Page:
Australian Shiraz Journey

When it comes to Australian wine, no other grape is more beloved or planted than Shiraz.
From quaffable BBQ reds to truly superb world-class wines found in the finest cellars, Shiraz has it all. We invite you to explore this beloved varietal, the unique styles of Shiraz from medium to full bodied and discover how each wine is influenced by the terroir and winemaking techniques.


The home of Shiraz is in the Rhone Valley in eastern France. It is the cornerstone of leading wines including Hermitage, St-Joseph and Côte Rôtie, as well as being a major component of wines from Châteauneuf-du-Pape, the Languedoc-Roussillon and many a Vin De Pays.

Legends claim that the Shiraz or Syrah grape originated in Persia (today’s Iran) dating as far back as 2500 BC and then was brought to the Rhône.

Aside from France, many “Old World” wine regions grow Shiraz to use as a blending grape including Italy, Spain and Portugal.
Shiraz vines were brought to Australia by James Busby back in 1832. The father of Australian wine, Busby travelled through Spain and France collecting vine cuttings that were the foundation of the Australian wine industry.

Today it is almost grown in every wine region in Australia and is the highest produced variety.

Hunter Valley Shiraz

Shiraz vs Syrah

The most widely planted wine grape in Australia, it is known here by Shiraz or Syrah.

What’s the difference?

Nothing essentially, they are the same grape. However, winemaking techniques, regional context and tradition, and, sometimes, marketing can play a part in the name.
In France, it is commonly referred to as Syrah, while the term Shiraz became widely used in modern Australian winemaking. Early Australian documents show the spelling as “Scyras”, it was thought the name “Shiraz” gradually replaced “Scyras” in Australia from the mid-19th century. It was the Australian usage and wines that made the use of this name popular.

Old world wine regions are required to adhere to a certification of authenticity, whereby traditional standards and ingredients (in this case, wine) originate.

 This certification is named Appellation d’Origine Contrôlée (AOC) in France, Denominazione di Origine Controllata (DOC) in Italy, Denominación de Origen Protegida (DOP) in Spain, Verband Deutscher Prädikats- und Qualitätsweingüter (VDP) in Germany.
Australia, being a new world wine region is not restricted by old world region certification and has the flexibility to create a signature style using either Shiraz or Syrah name.

Aussie’s and especially our Club Equus members adore a full flavoured Shiraz with bold dark fruit flavours and silky tannins.

Australian winemakers generally in cooler climates have been crafting a leaner, acid-driven style with flavours of berries, white pepper and minimal oak influence.

Other names for Shiraz include: 

Scyras, Circas, Schiras, Sirrah, Sirac, Syracuse, Red Hermitage, Serine, Candive, Antourenein Noir, Entournerein, Serene, Serenne, Sereine, Hignin Noir, Marsanne Noir, Balsamina


Bottle aging or cellaring will transform a wine’s flavour, texture and complexity. In saying that, not all wines will improve with age. Certain varieties and styles are more suited to cellaring, while others like a Rosé or Verdelho are made to be enjoyed young and fresh.

Cellaring will transform and more often than not improve the wine. That is, of course, if it’s well chosen and stored.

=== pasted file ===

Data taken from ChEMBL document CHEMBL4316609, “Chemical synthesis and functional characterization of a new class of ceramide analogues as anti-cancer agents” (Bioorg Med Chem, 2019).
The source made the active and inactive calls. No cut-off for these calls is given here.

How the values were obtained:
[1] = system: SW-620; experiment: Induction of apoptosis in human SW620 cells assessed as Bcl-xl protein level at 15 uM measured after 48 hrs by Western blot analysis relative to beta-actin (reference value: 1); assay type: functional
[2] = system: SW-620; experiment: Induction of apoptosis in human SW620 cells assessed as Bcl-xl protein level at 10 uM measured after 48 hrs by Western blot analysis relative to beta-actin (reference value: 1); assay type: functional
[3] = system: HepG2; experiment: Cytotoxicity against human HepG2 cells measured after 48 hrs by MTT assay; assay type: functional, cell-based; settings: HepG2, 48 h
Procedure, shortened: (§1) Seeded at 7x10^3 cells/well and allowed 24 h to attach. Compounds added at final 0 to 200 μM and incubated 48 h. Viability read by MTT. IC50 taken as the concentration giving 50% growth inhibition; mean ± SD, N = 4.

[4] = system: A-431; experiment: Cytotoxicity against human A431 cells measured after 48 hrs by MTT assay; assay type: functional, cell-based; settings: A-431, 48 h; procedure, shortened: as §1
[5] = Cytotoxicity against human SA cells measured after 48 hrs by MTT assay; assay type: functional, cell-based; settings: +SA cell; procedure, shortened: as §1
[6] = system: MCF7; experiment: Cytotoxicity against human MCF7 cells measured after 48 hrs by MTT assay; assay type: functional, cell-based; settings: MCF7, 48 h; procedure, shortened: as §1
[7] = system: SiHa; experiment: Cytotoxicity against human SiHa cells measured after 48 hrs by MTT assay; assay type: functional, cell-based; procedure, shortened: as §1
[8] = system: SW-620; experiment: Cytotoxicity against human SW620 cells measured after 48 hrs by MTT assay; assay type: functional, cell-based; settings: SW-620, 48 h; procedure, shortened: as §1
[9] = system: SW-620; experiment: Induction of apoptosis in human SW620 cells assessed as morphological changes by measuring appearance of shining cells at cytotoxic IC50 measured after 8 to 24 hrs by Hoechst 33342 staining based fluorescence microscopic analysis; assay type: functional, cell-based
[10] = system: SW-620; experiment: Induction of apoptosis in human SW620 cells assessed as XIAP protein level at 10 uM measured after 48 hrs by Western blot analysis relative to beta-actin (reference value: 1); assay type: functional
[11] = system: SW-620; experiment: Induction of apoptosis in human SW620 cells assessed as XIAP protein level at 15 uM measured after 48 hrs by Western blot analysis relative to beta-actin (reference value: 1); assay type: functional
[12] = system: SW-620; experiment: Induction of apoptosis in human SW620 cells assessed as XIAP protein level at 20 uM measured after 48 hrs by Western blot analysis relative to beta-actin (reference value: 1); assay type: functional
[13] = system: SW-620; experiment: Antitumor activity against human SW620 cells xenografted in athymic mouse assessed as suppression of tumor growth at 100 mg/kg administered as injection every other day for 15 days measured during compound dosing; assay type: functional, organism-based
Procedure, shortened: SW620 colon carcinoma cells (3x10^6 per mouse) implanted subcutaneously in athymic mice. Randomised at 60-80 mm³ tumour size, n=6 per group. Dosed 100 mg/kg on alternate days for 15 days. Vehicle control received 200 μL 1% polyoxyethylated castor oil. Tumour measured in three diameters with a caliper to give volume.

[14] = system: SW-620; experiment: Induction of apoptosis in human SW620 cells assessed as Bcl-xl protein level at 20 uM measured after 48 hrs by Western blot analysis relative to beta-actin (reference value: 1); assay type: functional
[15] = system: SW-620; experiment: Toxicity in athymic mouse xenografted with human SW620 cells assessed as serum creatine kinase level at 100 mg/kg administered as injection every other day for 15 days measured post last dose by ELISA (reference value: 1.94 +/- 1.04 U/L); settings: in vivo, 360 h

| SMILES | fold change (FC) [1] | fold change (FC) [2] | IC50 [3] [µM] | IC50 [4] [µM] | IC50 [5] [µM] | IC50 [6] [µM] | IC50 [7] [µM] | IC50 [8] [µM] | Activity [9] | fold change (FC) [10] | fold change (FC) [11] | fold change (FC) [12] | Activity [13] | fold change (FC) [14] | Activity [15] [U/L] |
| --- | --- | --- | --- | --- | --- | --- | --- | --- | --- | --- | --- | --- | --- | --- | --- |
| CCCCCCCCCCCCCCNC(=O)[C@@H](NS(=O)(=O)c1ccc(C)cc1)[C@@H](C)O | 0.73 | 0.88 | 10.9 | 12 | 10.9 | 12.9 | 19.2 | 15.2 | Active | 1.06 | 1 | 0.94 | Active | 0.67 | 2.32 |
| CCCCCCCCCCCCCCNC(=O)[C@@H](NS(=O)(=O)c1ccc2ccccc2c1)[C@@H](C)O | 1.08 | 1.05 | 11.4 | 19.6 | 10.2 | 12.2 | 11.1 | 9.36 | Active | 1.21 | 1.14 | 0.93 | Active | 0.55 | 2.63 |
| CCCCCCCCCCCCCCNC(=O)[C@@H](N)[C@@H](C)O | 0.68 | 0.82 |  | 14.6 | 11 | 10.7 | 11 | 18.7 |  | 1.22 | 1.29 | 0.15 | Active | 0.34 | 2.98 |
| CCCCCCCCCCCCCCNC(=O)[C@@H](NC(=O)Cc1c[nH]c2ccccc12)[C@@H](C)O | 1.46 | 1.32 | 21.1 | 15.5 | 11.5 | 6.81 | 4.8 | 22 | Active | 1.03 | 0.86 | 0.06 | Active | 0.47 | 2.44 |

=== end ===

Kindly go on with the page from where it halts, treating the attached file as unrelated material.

When selecting wines for the cellar, consider which varieties are ideal for aging such as Shiraz, wine quality and winemaking techniques. Wine crafted for longevity need acid and tannin. Wines lose acid over time, so moderate to high acidity is required, while tannins act as a preservative, stabilise colour and flavour. Alcohol and sweetness can also play a part, think fortified wines.

When building a collection of wines for the cellar, appraise if they are suitable for short, medium or long term cellaring then collate accordingly.

At Saddler’s Creek Wines, we hand select wines for our museum stock each vintage. Considerations we take into account are: the varietal, the vineyard, the seasonal conditions of the vintage and winemaking techniques. So whether you’re just starting a wine collection or already have a well-curated wine cellar, our wine experts can recommend which Saddler’s Creek wines will be suitable

Cellaring wine
Shiraz food pairing


A great food and wine pairing creates a harmonious balance between the components of a dish and the characteristics of a wine. Shiraz is a wonderful food wine as it can complement many cuisine styles and dishes from Summer salads to slow cooked feasts. You don’t need to be a sommelier to create the perfect match, there are, however, a few basic tips to remember when choosing the best wine for your next meal.

Big, bold flavoured Shiraz goes well with richly flavoured, spiced dishes think pepper, paprika or smokey barbeque (not piquant hot). The rich fruits and firm tannins meld and soften beautifully. Try Alessandro Reserve Shiraz with Peposo beef cheeks.

Silky fruit driven wines pair beautifully with sweeter condiments and sauces, think Bluegrass Shiraz with sticky lamb ribs.

Animal fat and other yummy high fat food pair well with rich, structured and concentrated Shiraz. Our Ryan’s Reserve ‘Vanessa’ Shiraz will marry perfectly with a traditional or vegetarian Lasagne.

Match the weight and texture of the Shiraz with similar intensity foods. The medium bodied Saddler’s Shiraz is ideal with a warm lentil and beetroot salad.


Shiraz food pairing

Recipe Shiraz and Venison
Shiraz and duck pairing recipes
Shiraz and duck pairing recipe

Shop our shiraz selection

join us for a shiraz food and wine masterclass

APRIL SPECIAL OFFER – Receive 20% off your Shiraz Masterclass ticket when you use the coupon code: FOSSHIRAZ

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